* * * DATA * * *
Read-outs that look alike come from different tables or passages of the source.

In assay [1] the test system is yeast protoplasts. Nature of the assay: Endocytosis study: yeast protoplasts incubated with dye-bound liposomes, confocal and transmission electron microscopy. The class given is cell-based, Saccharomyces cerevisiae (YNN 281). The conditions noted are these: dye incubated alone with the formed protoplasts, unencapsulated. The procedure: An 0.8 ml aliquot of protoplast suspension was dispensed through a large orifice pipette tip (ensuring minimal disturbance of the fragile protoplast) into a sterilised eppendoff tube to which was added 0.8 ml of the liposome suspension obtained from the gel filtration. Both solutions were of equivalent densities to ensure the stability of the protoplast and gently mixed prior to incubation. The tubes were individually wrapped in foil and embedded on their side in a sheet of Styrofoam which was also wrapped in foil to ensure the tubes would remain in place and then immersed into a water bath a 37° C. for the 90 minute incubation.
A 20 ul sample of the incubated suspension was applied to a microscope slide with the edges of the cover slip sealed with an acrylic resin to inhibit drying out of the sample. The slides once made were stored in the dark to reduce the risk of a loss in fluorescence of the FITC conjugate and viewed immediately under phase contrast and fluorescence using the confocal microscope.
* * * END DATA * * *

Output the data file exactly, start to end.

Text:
Read-outs that look alike come from different tables or passages of the source.

In assay [1] the test system is yeast protoplasts. Nature of the assay: Endocytosis study: yeast protoplasts incubated with dye-bound liposomes, confocal and transmission electron microscopy. The class given is cell-based, Saccharomyces cerevisiae (YNN 281). The conditions noted are these: dye incubated alone with the formed protoplasts, unencapsulated. The procedure: An 0.8 ml aliquot of protoplast suspension was dispensed through a large orifice pipette tip (ensuring minimal disturbance of the fragile protoplast) into a sterilised eppendoff tube to which was added 0.8 ml of the liposome suspension obtained from the gel filtration. Both solutions were of equivalent densities to ensure the stability of the protoplast and gently mixed prior to incubation. The tubes were individually wrapped in foil and embedded on their side in a sheet of Styrofoam which was also wrapped in foil to ensure the tubes would remain in place and then immersed into a water bath a 37° C. for the 90 minute incubation.
A 20 ul sample of the incubated suspension was applied to a microscope slide with the edges of the cover slip sealed with an acrylic resin to inhibit drying out of the sample. The slides once made were stored in the dark to reduce the risk of a loss in fluorescence of the FITC conjugate and viewed immediately under phase contrast and fluorescence using the confocal microscope.